The film also has some serious internal continuity issues. For all of its flaws, the franchise has had its own internal logic that always made sense to the franchise and everyone’s actions ultimately made sense in the context of the universe of the franchise. That is tossed aside in some major ways, particularly in relation to Statham’s Deckard, who, it should be mentioned, blew up Dom’s house and murdered their friend Han. The fact that halfway through the movie he is cracking jokes with The Rock and then things go a step further in the third act is completely bonkers.
Regarding the addition of Theron, she is given practically zero action. Her role is essentially the nefarious villain who is controlling events from a secure location for most of the film. In fact, she spends most of her screen time in an airplane typing on a keyboard and reacting to the action she is seeing on monitors. When given the chance, she gets to chew some scenery. In addition to Theron, Dame Helen Mirren shows up in a small cameo, and, because the film is rated PG-13 and can only have one F-bomb, it’s entertaining that she gets to be the one to drop it.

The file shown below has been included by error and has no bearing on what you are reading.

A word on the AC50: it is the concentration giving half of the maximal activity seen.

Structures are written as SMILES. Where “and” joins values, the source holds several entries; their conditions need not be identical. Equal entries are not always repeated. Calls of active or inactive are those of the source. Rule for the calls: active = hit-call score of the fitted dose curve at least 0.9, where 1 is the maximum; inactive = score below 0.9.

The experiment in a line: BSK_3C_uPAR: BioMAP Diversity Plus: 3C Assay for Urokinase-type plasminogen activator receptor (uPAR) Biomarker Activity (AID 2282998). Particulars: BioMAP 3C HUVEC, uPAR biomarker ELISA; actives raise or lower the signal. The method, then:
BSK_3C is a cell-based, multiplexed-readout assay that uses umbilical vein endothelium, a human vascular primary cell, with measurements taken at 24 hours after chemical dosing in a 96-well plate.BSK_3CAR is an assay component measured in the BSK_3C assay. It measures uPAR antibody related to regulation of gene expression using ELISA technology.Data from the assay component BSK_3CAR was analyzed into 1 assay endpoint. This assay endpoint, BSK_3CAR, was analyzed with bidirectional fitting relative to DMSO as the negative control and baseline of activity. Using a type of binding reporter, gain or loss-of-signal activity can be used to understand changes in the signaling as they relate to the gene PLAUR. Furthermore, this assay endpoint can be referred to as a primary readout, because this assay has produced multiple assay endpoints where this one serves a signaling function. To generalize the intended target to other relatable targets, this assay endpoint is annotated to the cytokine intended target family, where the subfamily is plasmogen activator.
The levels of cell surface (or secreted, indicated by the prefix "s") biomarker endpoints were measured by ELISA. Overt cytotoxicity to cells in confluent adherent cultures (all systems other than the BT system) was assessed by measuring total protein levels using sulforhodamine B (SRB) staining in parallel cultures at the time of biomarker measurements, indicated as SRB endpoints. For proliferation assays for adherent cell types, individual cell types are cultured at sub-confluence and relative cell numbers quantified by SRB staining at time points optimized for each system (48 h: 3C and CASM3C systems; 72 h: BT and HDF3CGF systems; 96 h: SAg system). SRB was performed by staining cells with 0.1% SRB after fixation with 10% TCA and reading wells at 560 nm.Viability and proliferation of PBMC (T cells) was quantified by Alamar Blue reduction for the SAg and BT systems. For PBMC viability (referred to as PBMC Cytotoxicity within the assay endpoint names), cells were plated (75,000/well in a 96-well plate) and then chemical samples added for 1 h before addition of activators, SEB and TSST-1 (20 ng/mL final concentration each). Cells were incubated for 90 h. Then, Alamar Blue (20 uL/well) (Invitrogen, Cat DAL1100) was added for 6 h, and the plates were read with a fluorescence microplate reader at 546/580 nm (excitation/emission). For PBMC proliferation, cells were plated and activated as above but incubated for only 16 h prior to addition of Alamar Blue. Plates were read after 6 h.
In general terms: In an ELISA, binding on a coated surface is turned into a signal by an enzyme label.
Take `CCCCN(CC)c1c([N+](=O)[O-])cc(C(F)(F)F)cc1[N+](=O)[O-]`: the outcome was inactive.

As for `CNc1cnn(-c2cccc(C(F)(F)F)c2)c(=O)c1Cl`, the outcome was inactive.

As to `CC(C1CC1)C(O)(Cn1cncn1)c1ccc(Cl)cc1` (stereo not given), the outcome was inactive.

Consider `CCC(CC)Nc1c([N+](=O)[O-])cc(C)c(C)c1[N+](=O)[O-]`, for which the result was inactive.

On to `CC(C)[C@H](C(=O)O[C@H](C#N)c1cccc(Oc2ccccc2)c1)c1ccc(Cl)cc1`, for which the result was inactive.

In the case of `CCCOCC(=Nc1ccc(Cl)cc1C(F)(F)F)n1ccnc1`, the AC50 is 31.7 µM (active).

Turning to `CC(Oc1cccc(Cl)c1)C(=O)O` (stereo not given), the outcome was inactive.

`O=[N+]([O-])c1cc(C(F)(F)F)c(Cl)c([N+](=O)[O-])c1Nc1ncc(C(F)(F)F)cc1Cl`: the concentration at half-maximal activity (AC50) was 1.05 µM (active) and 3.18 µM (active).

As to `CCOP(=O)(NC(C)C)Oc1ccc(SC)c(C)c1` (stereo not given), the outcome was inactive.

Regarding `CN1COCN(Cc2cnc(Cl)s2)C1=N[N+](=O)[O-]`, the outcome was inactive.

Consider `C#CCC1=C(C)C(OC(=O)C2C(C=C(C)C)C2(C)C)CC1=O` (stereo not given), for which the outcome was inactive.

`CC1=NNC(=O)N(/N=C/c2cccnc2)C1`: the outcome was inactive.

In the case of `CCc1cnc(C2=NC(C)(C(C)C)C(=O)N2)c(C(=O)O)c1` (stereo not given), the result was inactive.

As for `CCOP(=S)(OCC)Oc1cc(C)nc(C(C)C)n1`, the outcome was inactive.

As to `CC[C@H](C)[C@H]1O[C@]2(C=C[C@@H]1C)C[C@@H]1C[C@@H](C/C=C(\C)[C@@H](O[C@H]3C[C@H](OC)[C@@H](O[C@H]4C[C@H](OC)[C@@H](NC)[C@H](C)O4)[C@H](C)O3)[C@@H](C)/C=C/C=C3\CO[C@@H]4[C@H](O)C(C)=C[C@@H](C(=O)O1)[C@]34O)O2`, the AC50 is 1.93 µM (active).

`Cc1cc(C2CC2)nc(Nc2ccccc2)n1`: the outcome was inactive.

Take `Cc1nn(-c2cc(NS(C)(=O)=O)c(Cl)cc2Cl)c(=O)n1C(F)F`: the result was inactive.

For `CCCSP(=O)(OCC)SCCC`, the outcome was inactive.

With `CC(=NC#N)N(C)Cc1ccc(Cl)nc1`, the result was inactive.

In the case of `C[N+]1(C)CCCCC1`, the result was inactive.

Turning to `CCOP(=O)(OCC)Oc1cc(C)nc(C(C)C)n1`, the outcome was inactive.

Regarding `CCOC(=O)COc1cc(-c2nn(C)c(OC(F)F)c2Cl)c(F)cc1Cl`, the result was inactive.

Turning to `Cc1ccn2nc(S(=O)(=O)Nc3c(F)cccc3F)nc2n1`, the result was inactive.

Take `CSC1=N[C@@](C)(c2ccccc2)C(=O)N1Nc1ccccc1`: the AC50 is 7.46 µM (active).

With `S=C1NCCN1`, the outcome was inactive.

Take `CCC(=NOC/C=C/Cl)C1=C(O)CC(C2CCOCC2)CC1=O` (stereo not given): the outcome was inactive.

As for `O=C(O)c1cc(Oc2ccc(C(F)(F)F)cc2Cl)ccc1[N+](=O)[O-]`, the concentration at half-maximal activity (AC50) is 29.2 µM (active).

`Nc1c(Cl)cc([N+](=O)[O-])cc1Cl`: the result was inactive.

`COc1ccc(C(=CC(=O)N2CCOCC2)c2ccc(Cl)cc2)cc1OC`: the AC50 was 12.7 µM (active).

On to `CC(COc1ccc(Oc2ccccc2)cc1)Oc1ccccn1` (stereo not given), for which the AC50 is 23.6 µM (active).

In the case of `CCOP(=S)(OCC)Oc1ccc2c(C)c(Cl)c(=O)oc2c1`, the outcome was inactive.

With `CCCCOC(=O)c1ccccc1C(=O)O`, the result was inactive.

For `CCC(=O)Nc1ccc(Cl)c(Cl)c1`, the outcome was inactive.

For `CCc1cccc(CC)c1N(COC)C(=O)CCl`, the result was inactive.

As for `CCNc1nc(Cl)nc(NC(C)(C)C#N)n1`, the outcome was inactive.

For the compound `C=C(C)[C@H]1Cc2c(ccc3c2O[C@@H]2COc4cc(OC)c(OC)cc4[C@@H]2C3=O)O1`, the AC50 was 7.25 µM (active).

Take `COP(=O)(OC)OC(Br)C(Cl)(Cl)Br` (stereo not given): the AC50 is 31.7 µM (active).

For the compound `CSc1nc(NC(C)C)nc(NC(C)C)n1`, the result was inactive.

Nobody goes to a film in this franchise expecting an Oscar-worthy viewing experience. It’s purely mindless entertainment and I’m not suggesting that there isn’t a place for that in the movie landscape. But The Fate of the Furious is fundamentally lacking in some important departments. I love getting lost in a movie as much as anybody and am more than willing to suspend my disbelief most of the time. But when the running theme of a franchise is the importance of family and some of the major story elements betray that theme, it’s problematic. There’s a lot that can be overlooked because there is also a lot that can be enjoyed. But there are some elements that just don’t fit. At one point in the film, Charlize Theron’s Cypher says to Dom, “Why live only a quarter mile at a time when you can live your whole life that way?” I have no doubt the screenwriter thought it was the cleverest line of the entire script, but it’s really makes zero sense if you really start to think about it. And like that line, The Fate of the Furious doesn’t really make a lot sense if you think about it for more than 5 seconds.
Rating: 2.5/5 stars